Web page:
Mortgage rates tumbled, as short-term mortgage rates shot up higher sending the share of variable rate applications tumbling.
The share of adjustable rate mortgage application sank though a big drop in yield of the 1year Treasury-indexed ARM may change that. However, latest report suggests that late payments on subprime adjustable-rate mortgages have increased for eight consecutive quarters and currently sit near 17%, while delinquency improved on the fixed rate mortgages and loans insured by the Federal Housing Administration. Fueled by activity in just four states, foreclosure continued to rise during the latest quarter.
Among the rising fears, one is that the sub-prime mortgage crisis is beginning to infect America’s $300 car loan market as evidence emerges of a surge in the numbers of motorists in arrears. Lenders who made more than 40,000 sub-prime car loans in 2006 saw the percentage on those in arrears jump from 6.8% to 8%, while smaller lenders who lend to offer loans to higher risk customers saw their arrears levels more than double from 6.2% in 2005 to 14.6% in 2006. Wall Street is worried that the same mortgage borrowers who are falling behind with their home loan repayments will also miss repayments on their car loans.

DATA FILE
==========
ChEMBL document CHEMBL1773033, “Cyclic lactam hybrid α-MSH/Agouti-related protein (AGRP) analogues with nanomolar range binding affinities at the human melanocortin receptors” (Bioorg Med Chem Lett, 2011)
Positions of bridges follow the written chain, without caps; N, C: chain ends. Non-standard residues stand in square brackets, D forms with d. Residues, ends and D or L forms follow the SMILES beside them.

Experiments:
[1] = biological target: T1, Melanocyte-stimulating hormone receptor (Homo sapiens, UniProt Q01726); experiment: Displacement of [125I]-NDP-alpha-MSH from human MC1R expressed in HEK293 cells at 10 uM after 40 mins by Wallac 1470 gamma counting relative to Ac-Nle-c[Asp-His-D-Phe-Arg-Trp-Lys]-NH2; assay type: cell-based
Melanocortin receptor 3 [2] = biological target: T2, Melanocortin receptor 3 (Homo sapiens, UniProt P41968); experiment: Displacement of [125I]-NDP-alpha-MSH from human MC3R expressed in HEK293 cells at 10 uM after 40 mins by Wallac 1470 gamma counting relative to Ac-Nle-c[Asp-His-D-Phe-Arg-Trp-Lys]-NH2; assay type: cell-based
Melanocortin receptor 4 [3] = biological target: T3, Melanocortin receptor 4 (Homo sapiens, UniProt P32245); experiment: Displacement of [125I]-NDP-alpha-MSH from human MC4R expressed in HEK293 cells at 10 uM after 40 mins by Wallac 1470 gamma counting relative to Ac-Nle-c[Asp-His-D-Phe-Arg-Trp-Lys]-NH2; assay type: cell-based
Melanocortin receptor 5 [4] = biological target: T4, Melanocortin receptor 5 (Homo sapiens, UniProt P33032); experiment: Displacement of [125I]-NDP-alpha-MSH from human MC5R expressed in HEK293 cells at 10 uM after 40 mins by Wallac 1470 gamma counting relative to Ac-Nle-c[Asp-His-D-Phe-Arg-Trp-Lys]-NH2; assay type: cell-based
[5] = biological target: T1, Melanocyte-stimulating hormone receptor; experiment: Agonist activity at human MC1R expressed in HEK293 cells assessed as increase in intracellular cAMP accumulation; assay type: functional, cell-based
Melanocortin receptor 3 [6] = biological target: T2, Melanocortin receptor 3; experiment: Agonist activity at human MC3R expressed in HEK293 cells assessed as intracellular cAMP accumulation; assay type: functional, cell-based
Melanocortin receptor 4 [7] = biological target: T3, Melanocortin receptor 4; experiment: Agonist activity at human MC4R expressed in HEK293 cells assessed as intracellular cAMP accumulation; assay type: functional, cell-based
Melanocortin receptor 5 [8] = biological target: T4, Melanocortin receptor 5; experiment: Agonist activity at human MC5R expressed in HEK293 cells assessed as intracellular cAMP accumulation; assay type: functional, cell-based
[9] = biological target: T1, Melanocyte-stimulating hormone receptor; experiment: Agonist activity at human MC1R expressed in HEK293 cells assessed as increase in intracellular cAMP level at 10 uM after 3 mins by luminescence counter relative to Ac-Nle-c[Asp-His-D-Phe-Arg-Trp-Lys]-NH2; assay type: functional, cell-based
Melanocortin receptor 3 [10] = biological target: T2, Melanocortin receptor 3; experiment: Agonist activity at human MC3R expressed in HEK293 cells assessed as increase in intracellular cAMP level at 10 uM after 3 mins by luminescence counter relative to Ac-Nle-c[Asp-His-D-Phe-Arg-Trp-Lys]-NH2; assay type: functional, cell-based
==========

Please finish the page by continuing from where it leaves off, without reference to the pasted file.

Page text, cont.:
The housing slump in the country is causing financial pain to banks that provided expensive home loans to low-income householders with poor credit ratings. The sub-prime car loan market targets the same risky borrowers. Like the mortgage market, sub-prime car loan companies package loans and sell them to financial investors.
Tighter lending conditions around expanding subprime mortgage market could even splash some cold water on the housing sector in the months ahead. Some lenders in the alternative mortgage market have already jacked up mortgage rates or withdrawn products in the face of rising costs. Several subprime lenders even have raised their mortgage rates by 100 basis points in the past three weeks. Commenting on the impact of the issue, Alex Haditaghi, chief executive officer of MotgageBrokers.Com, a publicly traded mortgage company, said, it will affect not all consumers, but a niche market however, that niche market is one with very active house buyers.
Most economists figure that the market is ripe for a slowdown anyway. Canada Mortgage and Housing Corporation, for example, expects housing starts will slip 3% this year and about 6% next year. However, the credit squeeze is on the run that began in the US and has rippled throughout the world as a potential risk.
Earnings and liquidity continue to preoccupy executives and boardrooms of mortgage companies though some merger activity maintained. But as lenders grapple with unprecedented chaos in the mortgage market, class action attorneys are busy filing numerous lawsuits alleging investors were deceived.
Global markets continued to reflect concerns about economic impact of the crisis. The dollar fell to a record low against the euro and US equities also decline. Although some markets have already improved since the turmoil but the crisis would unwind at different rates in different markets.